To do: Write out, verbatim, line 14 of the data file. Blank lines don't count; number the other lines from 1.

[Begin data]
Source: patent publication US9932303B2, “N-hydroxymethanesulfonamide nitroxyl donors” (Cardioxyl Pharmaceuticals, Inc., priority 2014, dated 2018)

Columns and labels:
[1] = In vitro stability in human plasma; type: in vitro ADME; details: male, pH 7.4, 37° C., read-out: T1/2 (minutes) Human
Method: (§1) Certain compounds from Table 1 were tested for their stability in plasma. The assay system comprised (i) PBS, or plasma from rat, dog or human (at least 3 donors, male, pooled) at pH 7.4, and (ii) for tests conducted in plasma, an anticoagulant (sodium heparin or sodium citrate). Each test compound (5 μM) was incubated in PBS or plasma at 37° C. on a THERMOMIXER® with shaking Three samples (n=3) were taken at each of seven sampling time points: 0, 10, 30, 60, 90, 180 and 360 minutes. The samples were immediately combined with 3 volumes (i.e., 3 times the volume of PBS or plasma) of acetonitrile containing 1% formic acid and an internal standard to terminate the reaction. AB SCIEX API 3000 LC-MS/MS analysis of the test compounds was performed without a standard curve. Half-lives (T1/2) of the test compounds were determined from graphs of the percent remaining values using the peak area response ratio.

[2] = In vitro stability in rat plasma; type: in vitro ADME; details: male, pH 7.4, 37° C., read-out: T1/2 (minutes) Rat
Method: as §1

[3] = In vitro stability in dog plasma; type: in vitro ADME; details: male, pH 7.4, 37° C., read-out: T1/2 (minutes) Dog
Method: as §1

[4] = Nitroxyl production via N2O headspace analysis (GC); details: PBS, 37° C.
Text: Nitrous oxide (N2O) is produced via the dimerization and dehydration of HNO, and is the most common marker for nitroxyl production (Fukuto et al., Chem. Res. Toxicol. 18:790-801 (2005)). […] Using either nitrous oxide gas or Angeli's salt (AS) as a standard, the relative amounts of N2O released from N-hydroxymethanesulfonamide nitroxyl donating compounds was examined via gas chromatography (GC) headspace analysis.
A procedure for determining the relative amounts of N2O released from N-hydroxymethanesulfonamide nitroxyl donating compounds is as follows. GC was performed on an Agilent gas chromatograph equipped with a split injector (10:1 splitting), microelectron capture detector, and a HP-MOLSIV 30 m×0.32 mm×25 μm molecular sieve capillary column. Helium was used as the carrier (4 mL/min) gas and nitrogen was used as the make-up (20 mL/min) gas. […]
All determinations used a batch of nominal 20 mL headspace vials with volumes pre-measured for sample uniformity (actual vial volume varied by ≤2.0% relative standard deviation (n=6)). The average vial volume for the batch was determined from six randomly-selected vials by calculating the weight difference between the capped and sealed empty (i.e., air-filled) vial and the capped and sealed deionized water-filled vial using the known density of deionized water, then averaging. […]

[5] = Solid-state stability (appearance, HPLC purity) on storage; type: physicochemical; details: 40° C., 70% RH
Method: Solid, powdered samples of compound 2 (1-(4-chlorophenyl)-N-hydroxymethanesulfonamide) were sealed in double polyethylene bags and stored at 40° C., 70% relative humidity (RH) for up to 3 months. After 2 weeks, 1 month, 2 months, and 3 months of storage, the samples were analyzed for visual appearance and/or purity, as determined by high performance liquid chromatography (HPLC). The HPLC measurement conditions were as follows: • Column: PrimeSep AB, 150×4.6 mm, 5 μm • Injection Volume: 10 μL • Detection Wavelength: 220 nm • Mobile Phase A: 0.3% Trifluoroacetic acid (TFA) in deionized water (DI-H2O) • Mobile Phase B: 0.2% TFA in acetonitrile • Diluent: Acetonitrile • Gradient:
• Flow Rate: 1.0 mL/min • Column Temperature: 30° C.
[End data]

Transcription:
Method: Solid, powdered samples of compound 2 (1-(4-chlorophenyl)-N-hydroxymethanesulfonamide) were sealed in double polyethylene bags and stored at 40° C., 70% relative humidity (RH) for up to 3 months. After 2 weeks, 1 month, 2 months, and 3 months of storage, the samples were analyzed for visual appearance and/or purity, as determined by high performance liquid chromatography (HPLC). The HPLC measurement conditions were as follows: • Column: PrimeSep AB, 150×4.6 mm, 5 μm • Injection Volume: 10 μL • Detection Wavelength: 220 nm • Mobile Phase A: 0.3% Trifluoroacetic acid (TFA) in deionized water (DI-H2O) • Mobile Phase B: 0.2% TFA in acetonitrile • Diluent: Acetonitrile • Gradient: